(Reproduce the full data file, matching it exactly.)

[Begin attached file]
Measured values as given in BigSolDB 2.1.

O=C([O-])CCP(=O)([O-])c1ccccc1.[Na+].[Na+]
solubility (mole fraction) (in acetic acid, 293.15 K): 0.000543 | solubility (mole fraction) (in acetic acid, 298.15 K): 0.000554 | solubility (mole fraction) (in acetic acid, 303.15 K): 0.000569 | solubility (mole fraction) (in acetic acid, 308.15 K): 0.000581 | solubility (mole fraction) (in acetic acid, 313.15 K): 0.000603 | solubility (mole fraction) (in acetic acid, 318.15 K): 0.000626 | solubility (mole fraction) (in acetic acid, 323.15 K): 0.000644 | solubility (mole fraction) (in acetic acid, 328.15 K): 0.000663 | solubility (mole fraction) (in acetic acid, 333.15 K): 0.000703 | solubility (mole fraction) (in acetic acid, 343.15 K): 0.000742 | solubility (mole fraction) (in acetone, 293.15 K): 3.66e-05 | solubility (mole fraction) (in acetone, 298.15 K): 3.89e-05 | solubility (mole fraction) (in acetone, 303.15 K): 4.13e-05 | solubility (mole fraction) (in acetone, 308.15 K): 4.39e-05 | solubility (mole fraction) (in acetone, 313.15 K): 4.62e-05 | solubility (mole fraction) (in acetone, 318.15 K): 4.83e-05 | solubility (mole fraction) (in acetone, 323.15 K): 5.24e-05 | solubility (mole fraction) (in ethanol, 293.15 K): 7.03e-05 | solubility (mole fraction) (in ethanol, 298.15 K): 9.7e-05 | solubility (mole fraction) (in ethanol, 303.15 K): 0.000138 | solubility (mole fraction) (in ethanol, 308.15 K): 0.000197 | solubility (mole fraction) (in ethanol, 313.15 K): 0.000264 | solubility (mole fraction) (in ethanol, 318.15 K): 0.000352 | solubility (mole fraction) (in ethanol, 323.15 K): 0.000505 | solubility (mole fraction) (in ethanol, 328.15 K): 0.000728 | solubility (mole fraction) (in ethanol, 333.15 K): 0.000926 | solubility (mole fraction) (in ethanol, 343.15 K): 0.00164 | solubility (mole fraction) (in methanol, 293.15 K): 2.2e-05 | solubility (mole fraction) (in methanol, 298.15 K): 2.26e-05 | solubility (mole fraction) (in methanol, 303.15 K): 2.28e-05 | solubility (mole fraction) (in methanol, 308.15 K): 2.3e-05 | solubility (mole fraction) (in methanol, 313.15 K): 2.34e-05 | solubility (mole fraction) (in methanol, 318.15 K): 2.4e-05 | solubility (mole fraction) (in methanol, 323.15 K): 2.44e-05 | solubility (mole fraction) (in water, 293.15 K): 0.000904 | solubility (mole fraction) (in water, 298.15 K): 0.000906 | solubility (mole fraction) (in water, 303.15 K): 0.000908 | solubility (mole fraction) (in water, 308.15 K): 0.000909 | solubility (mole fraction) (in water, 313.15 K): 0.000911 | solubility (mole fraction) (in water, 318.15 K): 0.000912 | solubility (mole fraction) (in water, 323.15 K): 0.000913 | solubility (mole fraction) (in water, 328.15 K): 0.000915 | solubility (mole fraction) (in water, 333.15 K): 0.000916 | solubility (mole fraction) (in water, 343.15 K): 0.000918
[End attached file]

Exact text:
Measured values as given in BigSolDB 2.1.

O=C([O-])CCP(=O)([O-])c1ccccc1.[Na+].[Na+]
solubility (mole fraction) (in acetic acid, 293.15 K): 0.000543 | solubility (mole fraction) (in acetic acid, 298.15 K): 0.000554 | solubility (mole fraction) (in acetic acid, 303.15 K): 0.000569 | solubility (mole fraction) (in acetic acid, 308.15 K): 0.000581 | solubility (mole fraction) (in acetic acid, 313.15 K): 0.000603 | solubility (mole fraction) (in acetic acid, 318.15 K): 0.000626 | solubility (mole fraction) (in acetic acid, 323.15 K): 0.000644 | solubility (mole fraction) (in acetic acid, 328.15 K): 0.000663 | solubility (mole fraction) (in acetic acid, 333.15 K): 0.000703 | solubility (mole fraction) (in acetic acid, 343.15 K): 0.000742 | solubility (mole fraction) (in acetone, 293.15 K): 3.66e-05 | solubility (mole fraction) (in acetone, 298.15 K): 3.89e-05 | solubility (mole fraction) (in acetone, 303.15 K): 4.13e-05 | solubility (mole fraction) (in acetone, 308.15 K): 4.39e-05 | solubility (mole fraction) (in acetone, 313.15 K): 4.62e-05 | solubility (mole fraction) (in acetone, 318.15 K): 4.83e-05 | solubility (mole fraction) (in acetone, 323.15 K): 5.24e-05 | solubility (mole fraction) (in ethanol, 293.15 K): 7.03e-05 | solubility (mole fraction) (in ethanol, 298.15 K): 9.7e-05 | solubility (mole fraction) (in ethanol, 303.15 K): 0.000138 | solubility (mole fraction) (in ethanol, 308.15 K): 0.000197 | solubility (mole fraction) (in ethanol, 313.15 K): 0.000264 | solubility (mole fraction) (in ethanol, 318.15 K): 0.000352 | solubility (mole fraction) (in ethanol, 323.15 K): 0.000505 | solubility (mole fraction) (in ethanol, 328.15 K): 0.000728 | solubility (mole fraction) (in ethanol, 333.15 K): 0.000926 | solubility (mole fraction) (in ethanol, 343.15 K): 0.00164 | solubility (mole fraction) (in methanol, 293.15 K): 2.2e-05 | solubility (mole fraction) (in methanol, 298.15 K): 2.26e-05 | solubility (mole fraction) (in methanol, 303.15 K): 2.28e-05 | solubility (mole fraction) (in methanol, 308.15 K): 2.3e-05 | solubility (mole fraction) (in methanol, 313.15 K): 2.34e-05 | solubility (mole fraction) (in methanol, 318.15 K): 2.4e-05 | solubility (mole fraction) (in methanol, 323.15 K): 2.44e-05 | solubility (mole fraction) (in water, 293.15 K): 0.000904 | solubility (mole fraction) (in water, 298.15 K): 0.000906 | solubility (mole fraction) (in water, 303.15 K): 0.000908 | solubility (mole fraction) (in water, 308.15 K): 0.000909 | solubility (mole fraction) (in water, 313.15 K): 0.000911 | solubility (mole fraction) (in water, 318.15 K): 0.000912 | solubility (mole fraction) (in water, 323.15 K): 0.000913 | solubility (mole fraction) (in water, 328.15 K): 0.000915 | solubility (mole fraction) (in water, 333.15 K): 0.000916 | solubility (mole fraction) (in water, 343.15 K): 0.000918